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Using Nonpecuniary Strategies to Influence Behavior: Evidence from a Large-Scale Field Experiment

Author

Listed:
  • Paul J. Ferraro

    (Georgia State University)

  • Michael K. Price

    (Georgia State University and NBER)

Abstract

Policymakers are increasingly using norm-based messages to influence individual decision making. We partner with a metropolitan water utility to implement a natural field experiment to examine the effect of such messages on residential water demand. The data, drawn from more than 100,000 households, indicate that social comparison messages had a greater influence on behavior than simple prosocial messages or technical information alone. Moreover, our data suggest that social comparison messages are most effective among households identified as the least price sensitive: high users. Yet the effectiveness of such messages wanes over time. Our results thus highlight important complementarities between pecuniary and nonpecuniary strategies. © 2013 The President and Fellows of Harvard College and the Massachusetts Institute of Technology.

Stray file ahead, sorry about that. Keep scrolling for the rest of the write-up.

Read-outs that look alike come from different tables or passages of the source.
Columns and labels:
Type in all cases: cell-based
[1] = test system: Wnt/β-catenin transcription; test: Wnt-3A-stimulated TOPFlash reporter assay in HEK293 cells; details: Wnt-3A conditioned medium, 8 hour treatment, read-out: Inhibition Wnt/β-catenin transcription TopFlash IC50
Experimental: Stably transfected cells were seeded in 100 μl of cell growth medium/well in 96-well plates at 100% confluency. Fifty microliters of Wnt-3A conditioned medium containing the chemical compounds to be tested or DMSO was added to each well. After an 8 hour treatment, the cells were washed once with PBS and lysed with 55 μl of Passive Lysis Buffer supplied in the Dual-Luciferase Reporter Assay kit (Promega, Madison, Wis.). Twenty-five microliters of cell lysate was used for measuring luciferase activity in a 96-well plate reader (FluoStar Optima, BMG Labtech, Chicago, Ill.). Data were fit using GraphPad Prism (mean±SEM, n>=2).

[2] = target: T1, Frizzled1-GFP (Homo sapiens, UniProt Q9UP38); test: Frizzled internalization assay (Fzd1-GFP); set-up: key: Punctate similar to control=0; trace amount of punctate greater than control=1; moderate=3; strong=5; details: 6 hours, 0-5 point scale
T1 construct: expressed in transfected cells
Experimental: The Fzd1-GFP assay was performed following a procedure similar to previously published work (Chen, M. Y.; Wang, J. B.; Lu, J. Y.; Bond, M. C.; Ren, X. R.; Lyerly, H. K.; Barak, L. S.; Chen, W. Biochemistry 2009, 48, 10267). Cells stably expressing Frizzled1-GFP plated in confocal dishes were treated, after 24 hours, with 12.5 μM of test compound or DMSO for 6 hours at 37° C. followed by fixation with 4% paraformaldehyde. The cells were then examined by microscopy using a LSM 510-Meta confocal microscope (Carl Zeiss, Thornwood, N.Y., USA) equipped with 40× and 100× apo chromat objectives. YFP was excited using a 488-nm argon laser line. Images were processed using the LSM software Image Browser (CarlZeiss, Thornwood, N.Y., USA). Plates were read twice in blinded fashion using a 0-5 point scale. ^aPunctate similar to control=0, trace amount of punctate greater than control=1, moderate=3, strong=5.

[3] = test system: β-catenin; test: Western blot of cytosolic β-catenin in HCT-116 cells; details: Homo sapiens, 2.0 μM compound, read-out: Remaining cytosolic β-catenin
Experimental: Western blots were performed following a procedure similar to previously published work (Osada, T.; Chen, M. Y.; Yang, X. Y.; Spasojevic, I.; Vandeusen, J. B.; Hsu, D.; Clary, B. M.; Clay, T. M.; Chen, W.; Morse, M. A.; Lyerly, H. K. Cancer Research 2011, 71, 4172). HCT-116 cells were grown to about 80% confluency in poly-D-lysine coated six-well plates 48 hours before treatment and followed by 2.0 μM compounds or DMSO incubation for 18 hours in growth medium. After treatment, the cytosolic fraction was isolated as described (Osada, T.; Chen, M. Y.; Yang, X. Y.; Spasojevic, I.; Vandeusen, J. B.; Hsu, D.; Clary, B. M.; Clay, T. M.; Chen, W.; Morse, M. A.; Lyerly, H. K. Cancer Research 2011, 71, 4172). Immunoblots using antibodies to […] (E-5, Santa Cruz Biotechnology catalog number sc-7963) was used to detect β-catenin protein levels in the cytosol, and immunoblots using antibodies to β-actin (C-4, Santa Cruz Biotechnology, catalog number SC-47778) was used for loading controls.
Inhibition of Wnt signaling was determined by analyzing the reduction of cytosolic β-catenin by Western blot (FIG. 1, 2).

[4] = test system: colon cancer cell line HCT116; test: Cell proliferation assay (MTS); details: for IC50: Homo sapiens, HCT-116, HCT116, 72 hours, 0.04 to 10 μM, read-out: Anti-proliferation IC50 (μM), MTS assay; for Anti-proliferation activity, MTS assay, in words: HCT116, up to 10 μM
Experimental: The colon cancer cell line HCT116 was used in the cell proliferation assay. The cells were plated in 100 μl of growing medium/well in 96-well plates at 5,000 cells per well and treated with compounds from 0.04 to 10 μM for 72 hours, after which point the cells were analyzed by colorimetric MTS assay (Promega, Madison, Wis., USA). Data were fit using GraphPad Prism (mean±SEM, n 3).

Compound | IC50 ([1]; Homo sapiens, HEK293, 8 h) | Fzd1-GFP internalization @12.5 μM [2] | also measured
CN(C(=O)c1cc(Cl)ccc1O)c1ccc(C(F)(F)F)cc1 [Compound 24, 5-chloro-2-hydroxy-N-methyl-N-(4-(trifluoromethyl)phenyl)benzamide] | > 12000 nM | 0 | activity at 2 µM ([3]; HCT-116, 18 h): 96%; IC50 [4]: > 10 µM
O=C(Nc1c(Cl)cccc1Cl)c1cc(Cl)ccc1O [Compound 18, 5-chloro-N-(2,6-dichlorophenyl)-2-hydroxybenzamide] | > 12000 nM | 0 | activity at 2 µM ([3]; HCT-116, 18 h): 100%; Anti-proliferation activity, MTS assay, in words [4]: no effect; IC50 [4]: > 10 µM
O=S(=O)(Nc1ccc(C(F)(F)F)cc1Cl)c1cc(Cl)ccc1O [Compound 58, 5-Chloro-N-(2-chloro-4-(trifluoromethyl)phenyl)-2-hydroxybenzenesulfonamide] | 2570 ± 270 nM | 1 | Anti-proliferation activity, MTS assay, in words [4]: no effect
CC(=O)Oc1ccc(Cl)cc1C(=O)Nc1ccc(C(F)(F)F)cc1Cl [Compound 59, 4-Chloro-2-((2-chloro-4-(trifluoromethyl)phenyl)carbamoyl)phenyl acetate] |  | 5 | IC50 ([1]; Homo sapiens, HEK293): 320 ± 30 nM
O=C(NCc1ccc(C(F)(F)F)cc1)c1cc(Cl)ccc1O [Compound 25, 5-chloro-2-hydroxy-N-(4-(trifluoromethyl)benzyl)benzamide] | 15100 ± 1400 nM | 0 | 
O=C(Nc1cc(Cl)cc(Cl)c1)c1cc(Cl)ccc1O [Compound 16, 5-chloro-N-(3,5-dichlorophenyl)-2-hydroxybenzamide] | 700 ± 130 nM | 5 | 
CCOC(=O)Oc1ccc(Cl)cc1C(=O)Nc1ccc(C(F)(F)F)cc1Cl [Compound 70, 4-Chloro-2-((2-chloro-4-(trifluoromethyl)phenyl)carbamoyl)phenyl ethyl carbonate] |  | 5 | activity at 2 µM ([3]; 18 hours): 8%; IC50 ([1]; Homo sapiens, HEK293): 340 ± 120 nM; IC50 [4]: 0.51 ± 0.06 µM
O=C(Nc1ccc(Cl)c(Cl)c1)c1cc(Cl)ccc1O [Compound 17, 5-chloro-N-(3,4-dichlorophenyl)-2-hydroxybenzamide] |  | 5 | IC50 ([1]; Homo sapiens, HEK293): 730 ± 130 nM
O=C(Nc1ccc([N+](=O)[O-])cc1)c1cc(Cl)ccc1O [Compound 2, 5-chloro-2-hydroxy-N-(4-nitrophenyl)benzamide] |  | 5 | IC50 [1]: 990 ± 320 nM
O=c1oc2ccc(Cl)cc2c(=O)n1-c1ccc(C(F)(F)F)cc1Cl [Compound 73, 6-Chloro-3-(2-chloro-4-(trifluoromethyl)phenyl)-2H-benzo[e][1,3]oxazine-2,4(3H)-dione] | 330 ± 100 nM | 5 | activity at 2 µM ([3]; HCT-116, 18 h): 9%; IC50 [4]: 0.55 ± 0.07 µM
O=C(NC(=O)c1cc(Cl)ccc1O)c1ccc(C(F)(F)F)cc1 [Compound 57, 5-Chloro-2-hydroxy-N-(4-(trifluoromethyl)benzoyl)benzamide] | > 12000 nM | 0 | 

Suggested Citation

  • Paul J. Ferraro & Michael K. Price, 2013. "Using Nonpecuniary Strategies to Influence Behavior: Evidence from a Large-Scale Field Experiment," The Review of Economics and Statistics, MIT Press, vol. 95(1), pages 64-73, March.
  • Handle: RePEc:tpr:restat:v:95:y:2013:i:1:p:64-73
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    References listed on IDEAS

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    More about this item

    Keywords

    social norms; natural field experiment; water demand;
    All these keywords.

    JEL classification:

    • D03 - Microeconomics - - General - - - Behavioral Microeconomics: Underlying Principles
    • C93 - Mathematical and Quantitative Methods - - Design of Experiments - - - Field Experiments
    • L95 - Industrial Organization - - Industry Studies: Transportation and Utilities - - - Gas Utilities; Pipelines; Water Utilities
    • Q21 - Agricultural and Natural Resource Economics; Environmental and Ecological Economics - - Renewable Resources and Conservation - - - Demand and Supply; Prices

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